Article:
I want to build on the last post and the new podcast coming out today, going deeper on the subject of taking responsibility for your own prosperity – health, happiness and success. In the post I equated it with personal leadership, and it is that. But it’s also about co-creation. Co-creating your prosperity.
For review, the theory of von Mises on causing humans to change their behavior requires three dynamics:
Yesterday I challenged you to do this for yourself. This requires doing the introspection to recognize that you are dissatisfied with your current situation, then creating a compelling vision of something better. You need a vision magnetic enough that it pulls you toward it. Then it gets harder…
Because instead of waiting around for some inspirational leader to create a way for you to become prosperous – you have to do figure it out for yourself. You have to create the path that you’re confident will get you there. (Because if you don’t see that path, you’ll never get out of inertia mode.)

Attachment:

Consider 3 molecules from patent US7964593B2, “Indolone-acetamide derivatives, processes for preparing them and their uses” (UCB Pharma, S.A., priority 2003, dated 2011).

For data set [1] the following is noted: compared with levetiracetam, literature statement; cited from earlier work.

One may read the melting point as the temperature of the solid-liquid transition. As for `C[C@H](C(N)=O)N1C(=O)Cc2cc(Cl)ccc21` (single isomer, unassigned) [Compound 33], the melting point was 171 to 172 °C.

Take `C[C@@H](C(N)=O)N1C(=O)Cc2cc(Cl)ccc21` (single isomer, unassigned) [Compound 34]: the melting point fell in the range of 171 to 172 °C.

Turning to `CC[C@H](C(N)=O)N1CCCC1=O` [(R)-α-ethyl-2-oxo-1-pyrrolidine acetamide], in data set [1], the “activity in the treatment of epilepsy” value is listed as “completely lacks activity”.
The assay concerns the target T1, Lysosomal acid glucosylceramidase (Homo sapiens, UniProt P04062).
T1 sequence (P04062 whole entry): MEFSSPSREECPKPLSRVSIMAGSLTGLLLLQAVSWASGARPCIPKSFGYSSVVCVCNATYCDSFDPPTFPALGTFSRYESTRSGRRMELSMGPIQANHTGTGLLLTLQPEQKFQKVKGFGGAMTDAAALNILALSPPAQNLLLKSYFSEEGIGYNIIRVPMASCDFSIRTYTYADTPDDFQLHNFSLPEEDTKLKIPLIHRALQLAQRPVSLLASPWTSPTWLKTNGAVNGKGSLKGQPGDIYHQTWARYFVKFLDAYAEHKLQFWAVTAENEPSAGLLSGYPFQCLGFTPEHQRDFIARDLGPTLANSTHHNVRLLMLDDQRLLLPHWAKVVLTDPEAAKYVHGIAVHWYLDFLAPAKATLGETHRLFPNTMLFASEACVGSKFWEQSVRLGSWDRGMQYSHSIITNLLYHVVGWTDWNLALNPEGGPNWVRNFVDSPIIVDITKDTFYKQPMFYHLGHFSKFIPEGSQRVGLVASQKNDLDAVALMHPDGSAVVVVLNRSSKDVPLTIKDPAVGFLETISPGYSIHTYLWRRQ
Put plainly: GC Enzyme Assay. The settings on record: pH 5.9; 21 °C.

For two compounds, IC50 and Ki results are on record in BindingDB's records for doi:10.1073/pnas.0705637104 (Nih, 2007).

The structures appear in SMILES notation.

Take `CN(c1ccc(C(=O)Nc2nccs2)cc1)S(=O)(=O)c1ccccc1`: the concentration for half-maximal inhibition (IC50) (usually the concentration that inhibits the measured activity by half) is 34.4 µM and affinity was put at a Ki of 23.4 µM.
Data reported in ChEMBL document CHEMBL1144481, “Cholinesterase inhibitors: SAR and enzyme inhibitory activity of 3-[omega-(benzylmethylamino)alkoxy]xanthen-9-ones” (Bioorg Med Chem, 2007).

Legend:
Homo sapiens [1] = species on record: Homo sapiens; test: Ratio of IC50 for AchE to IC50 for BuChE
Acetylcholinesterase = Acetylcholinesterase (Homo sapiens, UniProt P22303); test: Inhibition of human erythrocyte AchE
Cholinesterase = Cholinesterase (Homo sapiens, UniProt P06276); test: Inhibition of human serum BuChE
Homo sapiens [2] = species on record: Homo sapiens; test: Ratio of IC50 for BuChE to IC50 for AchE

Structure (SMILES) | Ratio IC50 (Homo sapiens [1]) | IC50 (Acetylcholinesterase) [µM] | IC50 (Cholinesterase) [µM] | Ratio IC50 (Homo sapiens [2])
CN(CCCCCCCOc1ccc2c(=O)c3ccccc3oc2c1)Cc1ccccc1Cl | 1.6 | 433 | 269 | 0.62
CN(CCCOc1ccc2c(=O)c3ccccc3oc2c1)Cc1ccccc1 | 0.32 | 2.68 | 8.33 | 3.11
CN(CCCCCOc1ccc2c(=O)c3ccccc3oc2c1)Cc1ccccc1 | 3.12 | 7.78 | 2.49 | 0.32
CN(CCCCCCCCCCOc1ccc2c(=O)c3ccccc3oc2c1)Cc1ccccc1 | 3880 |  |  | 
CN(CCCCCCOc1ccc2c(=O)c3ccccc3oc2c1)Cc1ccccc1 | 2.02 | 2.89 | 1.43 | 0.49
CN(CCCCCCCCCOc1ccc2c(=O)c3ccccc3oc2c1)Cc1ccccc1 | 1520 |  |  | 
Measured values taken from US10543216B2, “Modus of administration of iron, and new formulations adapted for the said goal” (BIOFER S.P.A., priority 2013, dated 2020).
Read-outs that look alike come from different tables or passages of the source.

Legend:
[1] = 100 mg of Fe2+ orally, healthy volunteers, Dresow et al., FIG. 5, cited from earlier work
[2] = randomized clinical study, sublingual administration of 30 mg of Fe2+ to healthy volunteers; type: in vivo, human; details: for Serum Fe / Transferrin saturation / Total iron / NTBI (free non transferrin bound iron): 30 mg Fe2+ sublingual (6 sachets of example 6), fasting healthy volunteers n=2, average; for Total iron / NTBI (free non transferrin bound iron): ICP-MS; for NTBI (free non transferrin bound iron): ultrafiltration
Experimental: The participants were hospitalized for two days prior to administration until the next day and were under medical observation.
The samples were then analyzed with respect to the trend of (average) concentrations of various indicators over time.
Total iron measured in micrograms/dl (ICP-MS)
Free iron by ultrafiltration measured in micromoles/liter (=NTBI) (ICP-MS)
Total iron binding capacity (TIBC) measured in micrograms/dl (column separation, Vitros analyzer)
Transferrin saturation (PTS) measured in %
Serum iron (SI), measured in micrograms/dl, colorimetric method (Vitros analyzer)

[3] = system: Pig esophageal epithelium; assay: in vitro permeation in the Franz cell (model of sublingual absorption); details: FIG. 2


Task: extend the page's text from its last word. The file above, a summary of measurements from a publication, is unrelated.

Perhaps the most trying part of all this is the requirement that you leave behind victim mode, and accept responsibility that you manifest your own destiny...
That means you can’t use excuses like:
This is not to say that you don’t have legitimate obstacles to manifesting prosperity. You certainly do. But so does everyone else. As you’ve heard me say six million times, you can be a victim or a victor, but you can’t be both. You either choose to accept excuses like the ones above and relegate yourself to victimhood, or you commit to overcoming those obstacles and becoming a victor.
For 30 years I lived in victimhood, using pretty much all of those excuses above. My breakthrough came when I looked at my situation: Numerous health challenges, business failures and negative, dysfunctional relationships. So I certainly met the first criteria from von Mises: I was dissatisfied. I was able to act on the second two only after I asked myself the most important question I have ever asked myself…
Was there one person who was always at the scene of the crime?
I didn’t like the answer I got. But that answer was what liberated me from lack and limitation. I took personal responsibility, and instead of thinking of myself as a recipient of my life, saw myself as a co-creator of my life.
You don’t become prosperous because you have no challenges. You become prosperous because you choose to overcome your challenges. You choose to do the difficult work of challenge, growth and self-development.
You up for that?